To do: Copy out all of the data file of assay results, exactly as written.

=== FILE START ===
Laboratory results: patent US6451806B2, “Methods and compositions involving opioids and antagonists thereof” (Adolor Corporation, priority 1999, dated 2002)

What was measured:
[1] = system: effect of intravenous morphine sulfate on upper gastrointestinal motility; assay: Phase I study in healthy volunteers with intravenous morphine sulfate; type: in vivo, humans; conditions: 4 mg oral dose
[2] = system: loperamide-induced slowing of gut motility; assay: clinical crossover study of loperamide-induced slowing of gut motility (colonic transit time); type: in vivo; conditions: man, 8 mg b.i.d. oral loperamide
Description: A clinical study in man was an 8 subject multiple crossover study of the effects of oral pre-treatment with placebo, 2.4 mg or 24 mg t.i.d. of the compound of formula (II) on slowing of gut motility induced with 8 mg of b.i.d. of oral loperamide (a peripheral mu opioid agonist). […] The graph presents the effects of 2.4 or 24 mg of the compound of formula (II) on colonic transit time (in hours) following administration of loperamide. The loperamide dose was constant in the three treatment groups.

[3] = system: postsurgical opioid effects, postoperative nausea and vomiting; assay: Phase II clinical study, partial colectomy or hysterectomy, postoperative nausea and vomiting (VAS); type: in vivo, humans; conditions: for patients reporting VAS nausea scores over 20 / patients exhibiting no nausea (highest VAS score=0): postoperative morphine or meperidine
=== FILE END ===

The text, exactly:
Laboratory results: patent US6451806B2, “Methods and compositions involving opioids and antagonists thereof” (Adolor Corporation, priority 1999, dated 2002)

What was measured:
[1] = system: effect of intravenous morphine sulfate on upper gastrointestinal motility; assay: Phase I study in healthy volunteers with intravenous morphine sulfate; type: in vivo, humans; conditions: 4 mg oral dose
[2] = system: loperamide-induced slowing of gut motility; assay: clinical crossover study of loperamide-induced slowing of gut motility (colonic transit time); type: in vivo; conditions: man, 8 mg b.i.d. oral loperamide
Description: A clinical study in man was an 8 subject multiple crossover study of the effects of oral pre-treatment with placebo, 2.4 mg or 24 mg t.i.d. of the compound of formula (II) on slowing of gut motility induced with 8 mg of b.i.d. of oral loperamide (a peripheral mu opioid agonist). […] The graph presents the effects of 2.4 or 24 mg of the compound of formula (II) on colonic transit time (in hours) following administration of loperamide. The loperamide dose was constant in the three treatment groups.

[3] = system: postsurgical opioid effects, postoperative nausea and vomiting; assay: Phase II clinical study, partial colectomy or hysterectomy, postoperative nausea and vomiting (VAS); type: in vivo, humans; conditions: for patients reporting VAS nausea scores over 20 / patients exhibiting no nausea (highest VAS score=0): postoperative morphine or meperidine